Our resident micro-organisms are constantly changing in response to food, lifestyle, stress, incoming bacteria. Although we all have our own unique bacterial “fingerprint”, the exact make up of our gut microbiome alters over time. It all starts when we enter our mother’s birth canal…
How our gut microbiome develops
In the womb we are completely clean of any micro-organisms: we are 100% human! As soon as we are exposed to the outside environment however, the bugs home in on us and so many will take up residence in or on us, our bodies will eventually become only 50% human and 50% micro-organisms.1
The first bacteria in the queue to colonise us are those in our mother’s birth canal. Being born in this way ensures that the baby is seeded with beneficial bacteria, such as Lactobacillus. These bacteria make lactic acid which (just like they do in yogurt) and this acidity helps prevent less-friendly organisms from invading. Being born by caesarean section, however, means that the first bacteria to colonise the infant will be those picked up from, well, who knows? Certainly it seems that being born by caesarean section makes one more vulnerable to certain diseases, such as MRSA.2,3
Whichever way we are born, we are soon exposed to micro-organisms from many sources: breast milk, our mother’s skin, other people’s skin, clothes, bedding, from the air. Luckily, our mother’s breast milk is specially designed to encourage the growth of beneficial bacteria and to inhibit growth of unwanted micro-organisms. Breast milk contains a special pre-biotic – a type of sugar that favours the growth of beneficial bacteria, especially Bifidobacteria.4
Our gut microbiota during early life is especially changeable and consists of relatively few types of organism compared with later in life (i.e., it has little diversity). The diversity increases through childhood and into adulthood, and is especially influenced by diet, although genetic factors also play a part.5 Eventually, a relatively stable microbiome is established in adulthood.
Even in adulthood, the gut microbiota can change under the influence of diet, geographical location, our environment (for example city vs farm living, having pets), other family members, acute infections, medications, fitness, and psychological stress. 3,6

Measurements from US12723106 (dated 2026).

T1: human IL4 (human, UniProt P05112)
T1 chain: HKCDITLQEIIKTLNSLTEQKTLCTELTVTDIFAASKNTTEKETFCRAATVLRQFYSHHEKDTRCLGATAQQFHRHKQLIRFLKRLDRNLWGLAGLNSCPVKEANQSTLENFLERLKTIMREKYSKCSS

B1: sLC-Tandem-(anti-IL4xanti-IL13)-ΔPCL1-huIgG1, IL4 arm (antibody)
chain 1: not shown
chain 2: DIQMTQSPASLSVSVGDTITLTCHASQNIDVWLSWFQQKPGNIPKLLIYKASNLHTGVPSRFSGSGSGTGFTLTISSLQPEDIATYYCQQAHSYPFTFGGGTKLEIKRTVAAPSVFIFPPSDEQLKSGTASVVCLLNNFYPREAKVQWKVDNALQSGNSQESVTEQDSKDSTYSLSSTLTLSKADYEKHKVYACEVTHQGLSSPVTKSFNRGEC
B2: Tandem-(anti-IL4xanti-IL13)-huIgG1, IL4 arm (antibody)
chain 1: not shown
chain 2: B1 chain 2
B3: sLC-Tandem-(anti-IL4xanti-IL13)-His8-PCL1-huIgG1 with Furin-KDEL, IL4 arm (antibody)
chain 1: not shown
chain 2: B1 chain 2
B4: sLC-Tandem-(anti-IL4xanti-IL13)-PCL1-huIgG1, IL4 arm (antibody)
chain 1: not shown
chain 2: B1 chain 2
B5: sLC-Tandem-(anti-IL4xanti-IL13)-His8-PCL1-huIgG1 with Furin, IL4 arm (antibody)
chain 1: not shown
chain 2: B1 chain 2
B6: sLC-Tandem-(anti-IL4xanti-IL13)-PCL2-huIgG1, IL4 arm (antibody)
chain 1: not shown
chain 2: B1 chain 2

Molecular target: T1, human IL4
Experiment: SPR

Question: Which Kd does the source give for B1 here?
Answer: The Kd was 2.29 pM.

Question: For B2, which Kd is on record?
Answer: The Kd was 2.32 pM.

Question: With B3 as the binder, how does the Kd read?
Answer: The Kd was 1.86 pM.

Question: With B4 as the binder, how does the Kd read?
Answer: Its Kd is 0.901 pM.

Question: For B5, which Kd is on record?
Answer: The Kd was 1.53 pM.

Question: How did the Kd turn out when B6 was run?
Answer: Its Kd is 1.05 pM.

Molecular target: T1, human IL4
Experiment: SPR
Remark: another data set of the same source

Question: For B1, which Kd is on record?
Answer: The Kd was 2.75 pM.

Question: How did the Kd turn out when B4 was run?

Any food not digested by our own enzymes will go to feed our gut microbes.7 Where this food is the fibrous matter which feeds beneficial gut bacteria, this is a good thing,7 as it encourages them to produce helpful nutrients, to protect us from infection and to signal that all is well to the rest of the body. Where the food is insufficiently digested food particles that should have been efficiently broken down and absorbed before reaching our gut bacteria, it is likely to encourage the growth of unwanted micro-organisms. Studies show that changes in diet can rapidly change the population of micro-organisms in the gut – within just a couple of days.8 A change from a low to a high fibre diet, reducing refined carbohydrate or increasing protein resulted in shifts in the microbial composition of the gut.9,10
You might be surprised to learn that being stressed can affect your gut microbes.11,12 Stress hormones like adrenaline and cortisol are released by the cells lining the gut and directly inhibit growth of friendly bacteria.12 When we are stressed, the body directs the blood supply away from our gut and towards our muscles and brain which reduces the oxygen supply to the gut, resulting in damage to the gut lining and ultimately makes it possible for unwanted bacterial growth and invasion to occur.12 Finally, being stressed affects our immune system (much of which is centred around our gut to fight off potential invading bad bacteria), which again makes it more likely that unwanted microbes with thrive.12